Population

The population of Morocco reached 33.8 inhabitants in 2014, according to preliminary results of the census issued by the Moroccan High Commission for Planning. The population’s growth rate that continues to decline has been only 1.25% per year over the last 10 years.

Urbanisation

According to World Bank the urban population of Morocco is estimated at 21 million people in 2015.  The urbanisation rate is estimated at 1% per year.

Doing business in Morocco

The highlights of World Bank score of doing business in Morocco is summarised as follows;

Topics World Bank  2017 Rank World Bank 2016 Rank Change in Rank
Overall 68 68
Starting a Business 40 40
Dealing with Construction Permits 18 18
Getting Electricity 57 55 -2
Registering Property 87 92  

5

Getting Credit 101 109 8
Protecting Minority Investors 87 118 31
Paying Taxes 41 37 -4
Trading across Borders 63 68 5
Enforcing Contracts 57 58  

-1

Resolving Insolvency 130 130

The overall raking has remained constant although a lot of improvements have been noted in a number of areas.

Credit Rating

Standard & Poor’s credit rating for Morocco stands at BBB- with stable outlook. Moody’s credit rating for Morocco was last set at Ba1 with positive outlook. Fitch’s credit rating for Morocco was last reported at BBB- with stable outlook.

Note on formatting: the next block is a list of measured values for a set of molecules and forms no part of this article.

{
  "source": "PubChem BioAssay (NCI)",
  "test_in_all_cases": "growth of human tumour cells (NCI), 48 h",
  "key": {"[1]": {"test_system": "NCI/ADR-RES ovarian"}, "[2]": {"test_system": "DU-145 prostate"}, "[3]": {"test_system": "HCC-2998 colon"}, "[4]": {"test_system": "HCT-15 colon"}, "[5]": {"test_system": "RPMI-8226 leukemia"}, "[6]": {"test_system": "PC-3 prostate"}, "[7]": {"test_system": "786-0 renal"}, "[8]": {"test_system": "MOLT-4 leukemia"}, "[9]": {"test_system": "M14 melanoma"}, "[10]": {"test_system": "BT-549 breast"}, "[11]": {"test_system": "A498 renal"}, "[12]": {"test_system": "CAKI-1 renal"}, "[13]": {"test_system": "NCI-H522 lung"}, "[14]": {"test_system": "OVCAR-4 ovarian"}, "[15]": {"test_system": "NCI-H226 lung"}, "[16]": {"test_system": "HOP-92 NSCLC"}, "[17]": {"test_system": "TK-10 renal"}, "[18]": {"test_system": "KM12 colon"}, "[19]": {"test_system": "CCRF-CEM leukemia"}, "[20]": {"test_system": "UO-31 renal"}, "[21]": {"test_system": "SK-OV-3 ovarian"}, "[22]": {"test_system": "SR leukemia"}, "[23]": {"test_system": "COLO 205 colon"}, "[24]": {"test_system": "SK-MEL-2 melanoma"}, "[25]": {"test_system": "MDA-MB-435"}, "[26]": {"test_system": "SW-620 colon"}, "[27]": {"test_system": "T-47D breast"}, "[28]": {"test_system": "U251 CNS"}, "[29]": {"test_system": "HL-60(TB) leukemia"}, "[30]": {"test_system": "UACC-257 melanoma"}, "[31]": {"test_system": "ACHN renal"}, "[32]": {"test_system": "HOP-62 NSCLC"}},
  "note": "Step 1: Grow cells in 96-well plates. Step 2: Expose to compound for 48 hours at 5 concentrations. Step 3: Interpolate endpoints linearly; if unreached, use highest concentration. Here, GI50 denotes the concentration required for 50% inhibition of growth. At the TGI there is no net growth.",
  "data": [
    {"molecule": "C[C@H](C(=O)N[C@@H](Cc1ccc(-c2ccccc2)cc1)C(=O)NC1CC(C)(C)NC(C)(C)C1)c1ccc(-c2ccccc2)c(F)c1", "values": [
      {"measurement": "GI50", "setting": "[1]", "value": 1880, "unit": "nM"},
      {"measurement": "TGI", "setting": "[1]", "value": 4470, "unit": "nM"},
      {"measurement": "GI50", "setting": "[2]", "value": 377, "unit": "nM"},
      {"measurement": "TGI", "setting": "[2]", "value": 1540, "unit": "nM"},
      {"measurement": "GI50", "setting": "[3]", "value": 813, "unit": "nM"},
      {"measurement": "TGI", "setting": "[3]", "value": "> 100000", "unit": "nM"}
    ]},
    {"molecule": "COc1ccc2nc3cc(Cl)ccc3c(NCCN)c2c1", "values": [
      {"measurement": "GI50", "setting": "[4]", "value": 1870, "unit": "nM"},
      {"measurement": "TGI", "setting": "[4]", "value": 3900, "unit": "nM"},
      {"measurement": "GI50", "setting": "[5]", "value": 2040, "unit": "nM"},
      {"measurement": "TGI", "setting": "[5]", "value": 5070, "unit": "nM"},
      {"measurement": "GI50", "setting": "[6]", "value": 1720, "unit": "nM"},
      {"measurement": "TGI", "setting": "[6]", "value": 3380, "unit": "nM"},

Remittances

Morocco maintains a system of foreign exchange controls managed by the Foreign Exchange Office (Office des Changes), but the rules on transfers have been progressively liberalized to the point where the dirham is freely convertible according to the IMF definition for current account transactions. The value of the dirham is tied to a basket of hard currencies weighted according to Morocco’s foreign trade.  Authority to buy and sell foreign exchange has been delegated to the banking system that carries out transactions on presentation of appropriate documentation justifying the transaction such as an invoice to pay for imports. Capital transactions require authorization from the Foreign Exchange Office and are routinely granted for business-related transactions.

Arbitration